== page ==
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Insights from AIIM

This article appears in the issue May 2009, [Vol 18, Issue 5]


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The convention floor at the AIIM conference in Philadelphia March 30 to April 2 was considerably busier than one might have expected, given the sluggish economy. The news from exhibitors was good, with numerous reports of revenue growth and new hires. Customers were being offered more sophisticated, user-friendly products and many options for dealing with today’s business challenges. Here’s some advice KMWorld gleaned from a sampling of exhibitors.

Doculabs—Rich Medina, senior analyst

Six steps for creating a successful compliance program

First, you need an overall strategy based on your goals. Are you trying to address litigation readiness, regulatory requirements or other issues? Second, you need a plan for governance and operations, in terms of who will be responsible. Third, the information to be managed must be organized. Inventory your content, and setup a good taxonomy. Fourth, the organization should evaluate and possibly redesign relevant processes such as managing the records life cycle and e-discovery. Fifth, the information architecture needs to support all the functions required for compliance, including records management, enterprise content management and e-discovery. And lastly, the organization needs to establish a good change management plan for training and communication, in order to put your policies into practice.

Vital Path—Jay Rothe, president

Developing an enterprise content strategy

One of the biggest challenges in enterprise content management is the desire of various departments to maintain ownership over their content. The majority of content management systems are developed at the departmental level. Vital Path allows companies to unify their content into a single data model. It connects to over 40 different content management systems at the API level. The repositories can then be managed through one application, allowing federated records management and other centralized actions. Meanwhile, the original developers and owners of the content can maintain control over their respective repositories.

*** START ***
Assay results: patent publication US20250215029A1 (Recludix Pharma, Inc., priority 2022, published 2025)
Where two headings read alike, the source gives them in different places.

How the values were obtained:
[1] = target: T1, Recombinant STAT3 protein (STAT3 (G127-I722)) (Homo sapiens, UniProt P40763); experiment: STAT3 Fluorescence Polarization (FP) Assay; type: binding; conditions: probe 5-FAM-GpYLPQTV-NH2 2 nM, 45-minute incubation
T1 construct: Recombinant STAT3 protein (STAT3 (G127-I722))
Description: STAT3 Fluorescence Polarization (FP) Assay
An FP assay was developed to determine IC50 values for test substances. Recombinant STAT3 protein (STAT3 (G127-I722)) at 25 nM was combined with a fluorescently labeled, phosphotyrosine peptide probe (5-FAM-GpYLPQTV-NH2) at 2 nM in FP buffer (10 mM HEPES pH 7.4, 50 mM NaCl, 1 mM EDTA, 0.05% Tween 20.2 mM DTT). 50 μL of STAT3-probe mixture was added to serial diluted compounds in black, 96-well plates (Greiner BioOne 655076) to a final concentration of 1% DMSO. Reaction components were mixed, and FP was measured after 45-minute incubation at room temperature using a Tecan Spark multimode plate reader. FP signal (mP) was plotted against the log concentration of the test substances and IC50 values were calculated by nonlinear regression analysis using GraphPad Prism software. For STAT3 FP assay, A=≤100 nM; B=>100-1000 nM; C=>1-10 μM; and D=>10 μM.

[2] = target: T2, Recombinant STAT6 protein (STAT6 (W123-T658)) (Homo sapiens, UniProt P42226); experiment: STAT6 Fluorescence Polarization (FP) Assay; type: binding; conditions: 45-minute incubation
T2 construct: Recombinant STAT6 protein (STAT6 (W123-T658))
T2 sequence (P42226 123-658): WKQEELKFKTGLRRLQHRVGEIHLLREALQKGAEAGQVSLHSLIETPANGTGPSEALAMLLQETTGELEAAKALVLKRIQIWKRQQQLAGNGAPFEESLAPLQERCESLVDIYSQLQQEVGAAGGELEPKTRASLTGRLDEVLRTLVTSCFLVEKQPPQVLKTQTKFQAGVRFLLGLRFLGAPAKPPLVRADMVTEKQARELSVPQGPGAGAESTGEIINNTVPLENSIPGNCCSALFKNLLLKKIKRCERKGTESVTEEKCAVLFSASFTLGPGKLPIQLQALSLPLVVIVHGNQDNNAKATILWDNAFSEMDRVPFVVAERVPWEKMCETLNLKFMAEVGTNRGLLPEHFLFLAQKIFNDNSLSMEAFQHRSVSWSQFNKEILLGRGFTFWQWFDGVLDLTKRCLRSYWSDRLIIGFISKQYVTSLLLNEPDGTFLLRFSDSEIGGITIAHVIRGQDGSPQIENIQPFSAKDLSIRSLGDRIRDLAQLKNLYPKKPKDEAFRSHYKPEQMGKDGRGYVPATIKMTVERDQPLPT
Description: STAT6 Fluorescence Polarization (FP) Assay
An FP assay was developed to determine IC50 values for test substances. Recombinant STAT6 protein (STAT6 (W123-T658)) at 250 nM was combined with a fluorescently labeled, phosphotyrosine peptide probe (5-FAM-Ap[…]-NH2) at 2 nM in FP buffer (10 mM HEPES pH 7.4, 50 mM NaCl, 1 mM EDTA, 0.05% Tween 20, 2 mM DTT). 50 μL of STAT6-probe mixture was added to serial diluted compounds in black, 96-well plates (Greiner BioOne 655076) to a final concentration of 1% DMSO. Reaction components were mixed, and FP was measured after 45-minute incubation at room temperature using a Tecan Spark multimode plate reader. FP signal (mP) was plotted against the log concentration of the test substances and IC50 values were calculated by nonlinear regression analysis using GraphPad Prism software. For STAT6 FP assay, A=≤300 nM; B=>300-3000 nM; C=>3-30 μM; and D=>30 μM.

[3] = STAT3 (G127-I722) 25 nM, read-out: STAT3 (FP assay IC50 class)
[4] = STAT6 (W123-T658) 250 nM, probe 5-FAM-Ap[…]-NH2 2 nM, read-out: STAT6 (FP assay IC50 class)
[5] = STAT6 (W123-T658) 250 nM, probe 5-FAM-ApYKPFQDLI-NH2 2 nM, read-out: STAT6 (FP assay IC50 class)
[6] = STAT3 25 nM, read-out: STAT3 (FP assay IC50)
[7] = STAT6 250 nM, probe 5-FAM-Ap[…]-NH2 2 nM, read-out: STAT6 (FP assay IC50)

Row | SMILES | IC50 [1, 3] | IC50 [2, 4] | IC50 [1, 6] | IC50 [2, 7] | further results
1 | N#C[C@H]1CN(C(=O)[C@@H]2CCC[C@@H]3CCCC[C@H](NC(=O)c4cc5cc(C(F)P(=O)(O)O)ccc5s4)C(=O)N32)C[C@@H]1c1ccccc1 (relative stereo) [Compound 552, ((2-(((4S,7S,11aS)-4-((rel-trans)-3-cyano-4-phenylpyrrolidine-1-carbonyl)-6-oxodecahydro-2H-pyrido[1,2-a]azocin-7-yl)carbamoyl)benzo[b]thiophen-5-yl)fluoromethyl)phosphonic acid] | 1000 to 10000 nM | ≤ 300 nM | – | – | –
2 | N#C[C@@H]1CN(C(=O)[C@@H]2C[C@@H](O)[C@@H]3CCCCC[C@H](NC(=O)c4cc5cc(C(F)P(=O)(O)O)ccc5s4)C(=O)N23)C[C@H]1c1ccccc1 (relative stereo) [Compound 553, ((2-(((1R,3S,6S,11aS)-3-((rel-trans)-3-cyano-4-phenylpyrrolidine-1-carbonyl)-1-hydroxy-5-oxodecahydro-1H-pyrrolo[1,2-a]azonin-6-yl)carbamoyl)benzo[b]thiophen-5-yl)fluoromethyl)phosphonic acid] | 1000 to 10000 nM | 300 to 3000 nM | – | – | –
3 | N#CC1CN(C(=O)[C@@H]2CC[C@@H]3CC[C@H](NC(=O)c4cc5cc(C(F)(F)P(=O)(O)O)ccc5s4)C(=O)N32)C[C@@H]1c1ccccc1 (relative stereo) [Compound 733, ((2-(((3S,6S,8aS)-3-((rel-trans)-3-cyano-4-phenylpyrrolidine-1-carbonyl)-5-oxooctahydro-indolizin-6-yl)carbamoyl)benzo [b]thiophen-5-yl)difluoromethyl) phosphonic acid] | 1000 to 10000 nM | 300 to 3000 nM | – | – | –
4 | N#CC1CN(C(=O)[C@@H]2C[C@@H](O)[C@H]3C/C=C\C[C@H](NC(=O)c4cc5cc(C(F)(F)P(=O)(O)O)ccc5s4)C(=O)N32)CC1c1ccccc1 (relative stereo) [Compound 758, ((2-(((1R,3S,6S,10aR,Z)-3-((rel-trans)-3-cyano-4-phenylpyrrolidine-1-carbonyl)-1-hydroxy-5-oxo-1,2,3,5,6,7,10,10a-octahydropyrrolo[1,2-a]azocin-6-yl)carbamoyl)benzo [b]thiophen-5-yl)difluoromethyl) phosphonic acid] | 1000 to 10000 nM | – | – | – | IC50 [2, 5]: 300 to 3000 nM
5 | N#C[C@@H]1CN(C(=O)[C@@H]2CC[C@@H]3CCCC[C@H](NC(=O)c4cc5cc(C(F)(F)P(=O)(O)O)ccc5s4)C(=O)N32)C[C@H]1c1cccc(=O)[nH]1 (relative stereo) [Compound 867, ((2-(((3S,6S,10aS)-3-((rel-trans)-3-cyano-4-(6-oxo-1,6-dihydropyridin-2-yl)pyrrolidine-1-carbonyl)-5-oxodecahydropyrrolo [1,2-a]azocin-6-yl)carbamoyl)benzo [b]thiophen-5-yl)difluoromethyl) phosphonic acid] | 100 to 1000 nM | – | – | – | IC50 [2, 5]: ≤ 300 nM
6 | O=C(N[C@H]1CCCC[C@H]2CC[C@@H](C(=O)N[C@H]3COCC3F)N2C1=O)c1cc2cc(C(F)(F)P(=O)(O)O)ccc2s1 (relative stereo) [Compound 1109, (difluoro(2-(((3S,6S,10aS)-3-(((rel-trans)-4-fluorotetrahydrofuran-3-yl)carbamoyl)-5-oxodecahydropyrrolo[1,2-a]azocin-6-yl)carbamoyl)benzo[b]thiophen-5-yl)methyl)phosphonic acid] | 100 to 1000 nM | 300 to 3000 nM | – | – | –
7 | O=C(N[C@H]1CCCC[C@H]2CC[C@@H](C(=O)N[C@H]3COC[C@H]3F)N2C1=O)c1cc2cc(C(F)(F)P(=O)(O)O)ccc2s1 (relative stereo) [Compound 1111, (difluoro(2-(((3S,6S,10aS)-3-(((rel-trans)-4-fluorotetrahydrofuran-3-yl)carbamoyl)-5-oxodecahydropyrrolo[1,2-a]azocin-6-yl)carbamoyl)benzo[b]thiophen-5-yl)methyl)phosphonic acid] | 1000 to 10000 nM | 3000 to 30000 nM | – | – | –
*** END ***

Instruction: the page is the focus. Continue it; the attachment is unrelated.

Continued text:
Clearview—Dan Smith, regional sales manager

Bringing content to the desktop

Users of content often want to work within familiar applications but still need to store content centrally. Clearview is tightly integrated with Microsoft SharePoint, and uses its native capabilities to manage documents, e-mail, forms and images. Putting content into Clearview is as simple as dragging and dropping files onto the IRISS desktop gadget. It is well suited to transactional environments such as mortgage application processing, because content from many sources can be combined. Users can work within any application, add content into Clearview and then see all the related information in one place. Clearview’s intelligent iFolders are also able to determine whether required content such as backup documentation is missing.

Alfresco—John Newton, chairman and CTO

Open source software for enterprise content management

Using open source software for enterprise content management is a new concept, and not everyone is comfortable with the idea. But companies can download it for free, and try it out. We provide the source code, and everything is transparent. Our metrics indicate that it’s five times faster than traditional closed systems, and 10 times cheaper. After being on the market for four years, Alfresco has about 90 percent of the functionality of proprietary products.  


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